Last week, Senator Dick Durbin (D-IL), Chairman of the Senate Judiciary Committee, proposed amending the U.S. War Crimes Act, the federal law that provides for the prosecution of war criminals in U.S. courts. The new legislation would allow the prosecution of any persons found in the United States for war crimes wherever their crimes had been committed. Senator Lindsey Graham (R-SC) said he is working with Sen. Durbin to pass the legislation. This is obviously of particular importance now in light of the very serious international crimes being committed by Russian forces in Ukraine.

I strongly support this effort. In 1996, Congress passed the War Crimes Act, after receiving testimony from the executive branch. As the Principal Deputy Legal Adviser of the U.S. State Department, I testified before Congress on behalf of the Administration in support of providing U.S. criminal jurisdiction over any persons found in the United States, regardless of their nationality, who had committed serious war crimes anywhere in the world.

I testified that this jurisdictional scope was important for several reasons. First, making such acts subject to prosecution was essential to counteracting and deterring them, and the United States could not rely for this entirely on international criminal tribunals, which typically have limited jurisdiction. Second, the jurisdictional scope was needed to ensure the ability of the United States to fulfill our obligations under the 1949 Geneva Conventions, which require parties to take action against any war criminals found within their jurisdiction. Third, such a law would serve as a diplomatic tool for the United States in urging other countries to take action against war criminals found in their jurisdiction, which would reduce the ability of such persons to hide elsewhere. And fourth, the law would help avoid the possibility that the United States might find itself a legal haven for war criminals, which would substantially harm our standing in the world and degrade our ability to stop such crimes and bring their perpetrators to justice.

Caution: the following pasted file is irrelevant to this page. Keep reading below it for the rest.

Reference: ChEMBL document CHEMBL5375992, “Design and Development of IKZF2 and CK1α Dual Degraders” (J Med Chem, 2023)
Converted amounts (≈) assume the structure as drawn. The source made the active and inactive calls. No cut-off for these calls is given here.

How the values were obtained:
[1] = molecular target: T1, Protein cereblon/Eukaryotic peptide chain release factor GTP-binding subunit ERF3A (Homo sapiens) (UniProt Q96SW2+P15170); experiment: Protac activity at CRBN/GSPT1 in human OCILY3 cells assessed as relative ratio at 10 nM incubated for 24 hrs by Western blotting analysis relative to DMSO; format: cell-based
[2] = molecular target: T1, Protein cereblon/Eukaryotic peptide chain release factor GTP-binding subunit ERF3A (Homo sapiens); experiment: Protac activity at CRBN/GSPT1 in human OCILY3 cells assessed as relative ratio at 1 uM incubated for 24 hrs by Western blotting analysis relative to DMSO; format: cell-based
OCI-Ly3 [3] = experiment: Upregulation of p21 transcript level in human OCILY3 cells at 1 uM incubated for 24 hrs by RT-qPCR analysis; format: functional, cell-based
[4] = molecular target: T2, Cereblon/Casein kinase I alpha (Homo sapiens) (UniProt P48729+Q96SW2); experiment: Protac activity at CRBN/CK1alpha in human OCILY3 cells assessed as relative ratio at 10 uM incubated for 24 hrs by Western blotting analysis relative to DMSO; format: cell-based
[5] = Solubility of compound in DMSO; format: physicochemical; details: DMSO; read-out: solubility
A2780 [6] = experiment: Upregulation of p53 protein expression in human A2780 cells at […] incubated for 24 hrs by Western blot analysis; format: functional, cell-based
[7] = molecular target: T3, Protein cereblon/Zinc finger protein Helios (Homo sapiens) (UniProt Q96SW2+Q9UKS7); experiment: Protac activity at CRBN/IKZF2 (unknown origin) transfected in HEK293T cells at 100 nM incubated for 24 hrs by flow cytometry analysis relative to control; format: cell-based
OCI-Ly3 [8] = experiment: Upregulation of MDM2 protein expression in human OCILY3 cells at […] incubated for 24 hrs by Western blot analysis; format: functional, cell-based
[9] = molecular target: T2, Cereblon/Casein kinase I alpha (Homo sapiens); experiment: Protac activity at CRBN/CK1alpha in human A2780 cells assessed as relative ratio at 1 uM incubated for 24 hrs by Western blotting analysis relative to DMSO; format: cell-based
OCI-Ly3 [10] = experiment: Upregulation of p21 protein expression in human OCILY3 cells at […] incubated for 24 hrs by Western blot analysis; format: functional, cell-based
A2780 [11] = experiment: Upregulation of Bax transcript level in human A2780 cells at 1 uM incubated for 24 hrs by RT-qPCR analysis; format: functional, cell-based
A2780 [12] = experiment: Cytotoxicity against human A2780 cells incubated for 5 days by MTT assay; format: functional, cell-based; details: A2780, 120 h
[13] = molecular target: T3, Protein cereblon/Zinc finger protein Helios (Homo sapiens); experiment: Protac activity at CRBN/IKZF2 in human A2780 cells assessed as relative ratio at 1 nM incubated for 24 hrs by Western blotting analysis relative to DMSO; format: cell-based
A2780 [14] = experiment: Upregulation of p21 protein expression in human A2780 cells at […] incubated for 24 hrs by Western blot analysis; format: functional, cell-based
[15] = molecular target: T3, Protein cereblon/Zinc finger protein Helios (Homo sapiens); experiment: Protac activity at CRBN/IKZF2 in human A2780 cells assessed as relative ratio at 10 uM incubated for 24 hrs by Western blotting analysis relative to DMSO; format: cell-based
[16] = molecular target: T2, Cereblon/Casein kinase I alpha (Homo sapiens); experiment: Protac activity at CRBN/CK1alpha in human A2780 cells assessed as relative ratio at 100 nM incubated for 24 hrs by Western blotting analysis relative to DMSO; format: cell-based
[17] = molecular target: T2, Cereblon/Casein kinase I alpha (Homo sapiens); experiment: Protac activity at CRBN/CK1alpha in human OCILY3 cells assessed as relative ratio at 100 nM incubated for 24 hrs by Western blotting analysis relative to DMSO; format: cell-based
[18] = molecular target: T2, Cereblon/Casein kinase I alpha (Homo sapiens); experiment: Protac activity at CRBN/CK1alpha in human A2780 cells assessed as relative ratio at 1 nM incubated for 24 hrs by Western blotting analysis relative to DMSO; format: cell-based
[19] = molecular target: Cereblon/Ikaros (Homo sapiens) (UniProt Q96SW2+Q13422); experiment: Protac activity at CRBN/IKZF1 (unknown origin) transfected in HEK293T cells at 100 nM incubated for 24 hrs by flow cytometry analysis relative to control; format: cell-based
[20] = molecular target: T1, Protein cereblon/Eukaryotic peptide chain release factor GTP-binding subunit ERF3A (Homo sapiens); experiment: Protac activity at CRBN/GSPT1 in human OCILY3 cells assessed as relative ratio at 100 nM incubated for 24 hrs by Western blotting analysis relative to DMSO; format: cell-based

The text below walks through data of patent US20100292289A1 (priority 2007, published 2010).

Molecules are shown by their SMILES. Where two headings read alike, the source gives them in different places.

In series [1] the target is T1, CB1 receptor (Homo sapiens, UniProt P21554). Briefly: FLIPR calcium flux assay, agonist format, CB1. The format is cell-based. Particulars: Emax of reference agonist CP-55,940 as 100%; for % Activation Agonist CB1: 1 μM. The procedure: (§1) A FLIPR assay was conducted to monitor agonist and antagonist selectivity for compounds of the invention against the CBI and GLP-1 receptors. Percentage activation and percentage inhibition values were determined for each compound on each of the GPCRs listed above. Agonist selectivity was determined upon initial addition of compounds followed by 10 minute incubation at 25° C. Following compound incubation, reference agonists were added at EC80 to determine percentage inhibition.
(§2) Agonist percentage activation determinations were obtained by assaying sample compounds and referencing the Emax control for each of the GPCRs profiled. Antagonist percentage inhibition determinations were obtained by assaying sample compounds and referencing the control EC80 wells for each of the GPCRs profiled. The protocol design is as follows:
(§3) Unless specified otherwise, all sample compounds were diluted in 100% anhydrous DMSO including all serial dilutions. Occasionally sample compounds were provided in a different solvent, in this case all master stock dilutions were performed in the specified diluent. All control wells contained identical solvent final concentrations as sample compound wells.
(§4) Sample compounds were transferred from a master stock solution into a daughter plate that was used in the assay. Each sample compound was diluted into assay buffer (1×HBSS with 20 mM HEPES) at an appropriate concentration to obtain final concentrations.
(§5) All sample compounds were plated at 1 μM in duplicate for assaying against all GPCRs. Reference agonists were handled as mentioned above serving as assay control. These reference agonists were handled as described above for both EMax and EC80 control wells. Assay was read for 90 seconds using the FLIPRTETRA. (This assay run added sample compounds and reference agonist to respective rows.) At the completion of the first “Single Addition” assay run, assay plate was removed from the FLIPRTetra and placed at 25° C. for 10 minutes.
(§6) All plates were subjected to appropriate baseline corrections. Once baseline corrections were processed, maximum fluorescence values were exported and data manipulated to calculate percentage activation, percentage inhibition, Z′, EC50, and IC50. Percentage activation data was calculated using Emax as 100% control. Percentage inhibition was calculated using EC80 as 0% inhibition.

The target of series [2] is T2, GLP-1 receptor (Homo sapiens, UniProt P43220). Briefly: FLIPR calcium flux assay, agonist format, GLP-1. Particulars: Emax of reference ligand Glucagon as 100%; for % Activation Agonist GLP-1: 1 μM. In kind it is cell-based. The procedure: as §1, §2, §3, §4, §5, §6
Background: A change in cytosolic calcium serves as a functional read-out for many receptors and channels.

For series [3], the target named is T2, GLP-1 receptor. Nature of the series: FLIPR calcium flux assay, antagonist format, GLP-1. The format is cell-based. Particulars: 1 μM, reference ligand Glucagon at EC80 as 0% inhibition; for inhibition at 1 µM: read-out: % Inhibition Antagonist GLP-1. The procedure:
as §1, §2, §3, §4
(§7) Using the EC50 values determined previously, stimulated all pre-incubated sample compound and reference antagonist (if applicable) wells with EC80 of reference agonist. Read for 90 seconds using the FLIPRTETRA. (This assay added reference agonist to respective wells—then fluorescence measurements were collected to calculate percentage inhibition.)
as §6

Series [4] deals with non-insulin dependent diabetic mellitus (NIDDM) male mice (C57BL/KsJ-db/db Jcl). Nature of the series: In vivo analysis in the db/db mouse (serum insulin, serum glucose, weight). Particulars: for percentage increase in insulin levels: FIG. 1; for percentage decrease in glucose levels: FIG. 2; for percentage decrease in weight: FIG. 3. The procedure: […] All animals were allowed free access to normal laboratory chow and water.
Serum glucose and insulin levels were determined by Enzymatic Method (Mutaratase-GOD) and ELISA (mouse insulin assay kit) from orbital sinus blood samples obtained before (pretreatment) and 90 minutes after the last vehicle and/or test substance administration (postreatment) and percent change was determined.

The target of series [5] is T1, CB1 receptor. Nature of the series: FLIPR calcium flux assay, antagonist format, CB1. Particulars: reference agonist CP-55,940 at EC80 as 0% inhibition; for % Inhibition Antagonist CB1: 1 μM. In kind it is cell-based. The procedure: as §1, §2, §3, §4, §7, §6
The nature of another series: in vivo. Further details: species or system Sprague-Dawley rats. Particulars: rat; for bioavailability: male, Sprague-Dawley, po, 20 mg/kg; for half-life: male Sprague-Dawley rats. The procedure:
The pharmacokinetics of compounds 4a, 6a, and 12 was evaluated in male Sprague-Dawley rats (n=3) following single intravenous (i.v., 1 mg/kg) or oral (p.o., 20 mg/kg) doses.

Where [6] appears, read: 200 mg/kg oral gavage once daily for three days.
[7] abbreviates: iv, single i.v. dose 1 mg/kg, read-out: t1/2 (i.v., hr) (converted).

Congress did act at that time to expand U.S. criminal jurisdiction over war crimes in some respects, but unfortunately was not prepared to give U.S. courts jurisdiction over any war criminal found in the United States, as we had proposed. The situation in Ukraine, where serious international crimes are being committed on a very large scale, gives Congress the opportunity to overcome that reluctance and expand the War Crimes Act in this respect. Of course, this should not be limited to Ukraine. The possibility of similar crimes elsewhere is obvious, and their prosecution should not be subject to a race to pass ad hoc legislation on each occasion. Amendment of our laws to expand the general jurisdiction of U.S. courts would clearly help to enhance our ability to take action to stop and remedy the serious crimes now being perpetrated in Ukraine. It will also help the United States call on other states to live up to their obligations under the Geneva Conventions as well, and bring such war criminals who are found in their territory to justice.

Photo: Michael Matheson, then-Acting Legal Adviser to US Department of State, testifies before Senate Intelligence Committee in hearing on Sept. 5, 1996 (CSPAN).